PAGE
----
Doesn’t it just go to show that the world doesn’t change that much? The issues St. Anselm faced almost 1,000 years ago are still very much present in the modern world. We modern folk are not as unique as we sometimes think we are. There is always common ground to be found, no matter how distant in time and space we may be. And that is a good thing, an instructive thing. We are never alone, and we never have to start from scratch in dealing with the ills of the world.

I may not be an incredible philosopher and theologian like St. Anselm, but I definitely feel kinship with him when it comes to taking a stand against the secular world when necessary. Perhaps he can teach me greater courage, patience, and graciousness–things that can become especially difficult when a big election season is heating up.

St. Anselm of Canterbury, pray for us!

As I wait to receive my patron Saint for 2012, I have also looked back at 2011 and my patron, St. John Berchmans. In my post last year, I hoped that St. John might help me find greater simplicity and holiness in everyday life, and that his youth might help me stay in touch with my own youth.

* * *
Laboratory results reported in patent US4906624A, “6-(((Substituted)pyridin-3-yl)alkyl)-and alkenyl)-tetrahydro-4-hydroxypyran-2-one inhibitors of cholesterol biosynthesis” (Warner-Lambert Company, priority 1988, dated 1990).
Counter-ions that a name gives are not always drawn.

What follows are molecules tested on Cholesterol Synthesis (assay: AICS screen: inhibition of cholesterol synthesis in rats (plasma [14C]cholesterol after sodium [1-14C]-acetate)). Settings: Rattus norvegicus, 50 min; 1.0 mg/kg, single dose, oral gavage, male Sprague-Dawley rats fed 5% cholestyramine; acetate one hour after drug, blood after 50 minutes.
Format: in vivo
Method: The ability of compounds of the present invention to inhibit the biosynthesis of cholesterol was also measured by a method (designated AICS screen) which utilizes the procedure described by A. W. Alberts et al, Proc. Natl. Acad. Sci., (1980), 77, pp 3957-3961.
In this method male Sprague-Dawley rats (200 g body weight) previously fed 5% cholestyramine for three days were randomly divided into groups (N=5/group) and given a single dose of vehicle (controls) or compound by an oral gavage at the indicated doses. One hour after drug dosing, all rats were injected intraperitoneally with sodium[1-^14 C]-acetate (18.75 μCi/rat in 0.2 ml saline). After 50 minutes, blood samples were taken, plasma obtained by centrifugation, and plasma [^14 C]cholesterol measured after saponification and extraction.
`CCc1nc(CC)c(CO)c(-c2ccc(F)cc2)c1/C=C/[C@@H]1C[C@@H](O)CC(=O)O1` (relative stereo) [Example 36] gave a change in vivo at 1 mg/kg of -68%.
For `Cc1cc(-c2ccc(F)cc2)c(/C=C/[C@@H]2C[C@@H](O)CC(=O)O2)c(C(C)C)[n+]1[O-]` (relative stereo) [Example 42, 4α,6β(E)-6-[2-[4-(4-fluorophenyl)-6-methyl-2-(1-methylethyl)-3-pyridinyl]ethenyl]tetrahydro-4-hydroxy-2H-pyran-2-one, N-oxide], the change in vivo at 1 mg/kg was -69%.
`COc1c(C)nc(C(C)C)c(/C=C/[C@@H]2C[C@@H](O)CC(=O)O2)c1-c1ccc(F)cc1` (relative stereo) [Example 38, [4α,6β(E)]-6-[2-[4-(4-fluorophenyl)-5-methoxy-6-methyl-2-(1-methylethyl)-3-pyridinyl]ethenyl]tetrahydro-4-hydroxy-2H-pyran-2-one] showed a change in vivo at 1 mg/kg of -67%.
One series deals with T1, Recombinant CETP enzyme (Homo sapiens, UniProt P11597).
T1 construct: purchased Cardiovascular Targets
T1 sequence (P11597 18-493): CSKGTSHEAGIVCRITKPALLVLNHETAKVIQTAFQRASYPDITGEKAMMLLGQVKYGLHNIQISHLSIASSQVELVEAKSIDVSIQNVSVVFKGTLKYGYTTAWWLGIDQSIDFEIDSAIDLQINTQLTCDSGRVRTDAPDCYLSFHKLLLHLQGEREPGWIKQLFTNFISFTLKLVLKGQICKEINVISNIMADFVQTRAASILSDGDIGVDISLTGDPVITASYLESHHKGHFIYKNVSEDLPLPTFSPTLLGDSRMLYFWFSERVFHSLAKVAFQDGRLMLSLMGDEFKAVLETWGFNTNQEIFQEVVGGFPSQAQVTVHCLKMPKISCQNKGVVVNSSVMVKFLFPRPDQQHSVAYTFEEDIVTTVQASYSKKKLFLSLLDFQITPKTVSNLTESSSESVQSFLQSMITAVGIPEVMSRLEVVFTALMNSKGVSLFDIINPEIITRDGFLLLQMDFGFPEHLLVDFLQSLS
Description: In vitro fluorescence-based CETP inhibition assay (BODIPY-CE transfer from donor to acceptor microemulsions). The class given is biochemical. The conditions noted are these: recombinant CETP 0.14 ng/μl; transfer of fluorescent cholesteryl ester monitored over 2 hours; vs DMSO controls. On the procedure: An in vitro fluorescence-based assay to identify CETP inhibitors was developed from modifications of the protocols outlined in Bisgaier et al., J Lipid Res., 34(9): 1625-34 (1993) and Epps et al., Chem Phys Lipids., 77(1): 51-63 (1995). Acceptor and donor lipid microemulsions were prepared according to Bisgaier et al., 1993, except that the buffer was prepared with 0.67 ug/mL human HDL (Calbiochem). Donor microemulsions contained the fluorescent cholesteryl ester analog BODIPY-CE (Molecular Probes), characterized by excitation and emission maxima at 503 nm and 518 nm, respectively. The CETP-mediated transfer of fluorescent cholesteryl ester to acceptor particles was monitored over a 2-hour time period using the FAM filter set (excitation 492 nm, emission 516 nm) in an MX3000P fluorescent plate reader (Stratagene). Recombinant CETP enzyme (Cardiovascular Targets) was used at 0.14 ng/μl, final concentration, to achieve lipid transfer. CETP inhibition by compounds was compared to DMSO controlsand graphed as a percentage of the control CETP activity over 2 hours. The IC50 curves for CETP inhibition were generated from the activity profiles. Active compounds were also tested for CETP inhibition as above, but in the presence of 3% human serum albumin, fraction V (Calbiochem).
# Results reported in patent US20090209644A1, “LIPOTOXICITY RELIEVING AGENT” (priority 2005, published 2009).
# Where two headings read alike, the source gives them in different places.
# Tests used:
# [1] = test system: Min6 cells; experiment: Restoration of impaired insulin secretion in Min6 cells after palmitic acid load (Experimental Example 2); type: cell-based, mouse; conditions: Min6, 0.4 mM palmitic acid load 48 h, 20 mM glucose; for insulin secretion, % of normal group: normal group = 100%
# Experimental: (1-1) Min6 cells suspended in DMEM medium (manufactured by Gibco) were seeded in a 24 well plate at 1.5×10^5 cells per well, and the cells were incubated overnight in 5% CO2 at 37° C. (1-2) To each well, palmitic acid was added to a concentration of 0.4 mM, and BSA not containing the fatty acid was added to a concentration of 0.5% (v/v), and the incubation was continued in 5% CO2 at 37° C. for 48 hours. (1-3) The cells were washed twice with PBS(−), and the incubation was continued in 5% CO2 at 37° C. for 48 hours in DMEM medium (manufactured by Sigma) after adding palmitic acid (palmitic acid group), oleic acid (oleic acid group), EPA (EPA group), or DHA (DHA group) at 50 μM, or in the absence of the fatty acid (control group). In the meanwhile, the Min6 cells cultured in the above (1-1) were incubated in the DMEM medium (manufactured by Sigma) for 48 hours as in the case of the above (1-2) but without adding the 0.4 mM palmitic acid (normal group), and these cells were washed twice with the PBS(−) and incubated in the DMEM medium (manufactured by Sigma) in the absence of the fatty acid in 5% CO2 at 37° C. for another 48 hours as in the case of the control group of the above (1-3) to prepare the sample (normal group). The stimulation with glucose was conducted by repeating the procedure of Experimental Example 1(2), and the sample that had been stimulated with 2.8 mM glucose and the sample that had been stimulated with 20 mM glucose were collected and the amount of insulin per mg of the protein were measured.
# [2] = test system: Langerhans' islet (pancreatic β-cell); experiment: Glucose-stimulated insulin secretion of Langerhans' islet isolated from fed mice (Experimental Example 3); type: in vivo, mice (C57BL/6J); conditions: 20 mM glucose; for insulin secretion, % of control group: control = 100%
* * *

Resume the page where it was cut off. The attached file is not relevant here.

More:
I have to say, I have not been a very good companion this year. I have not devoted myself to cultivating my relationship with my patron as much as I would have liked. And yet, being the Saint that he is, St. John has been faithfully present with me, working behind the scenes, gently steering me toward where I need to go. This past year has been fraught with difficulty, and yet I have come through it with a simple grace that I cannot attribute to myself alone. In fact, it has sometimes been in the midst of difficulties that I have come to understand the great value and necessity of simplicity and of childlike faith and humility before God.

Although I cannot pinpoint any specific lessons, I can definitely say that I have learned a lot over this last year. That is often how God and the Saints and the angels work in our lives. They rarely come upon us like flashes of lightning. Rather they gradually kindle a flame in us, nurturing it to a lasting glow. Eventually, we come to see that our lives and the world around us have taken on a new color, a new clarity.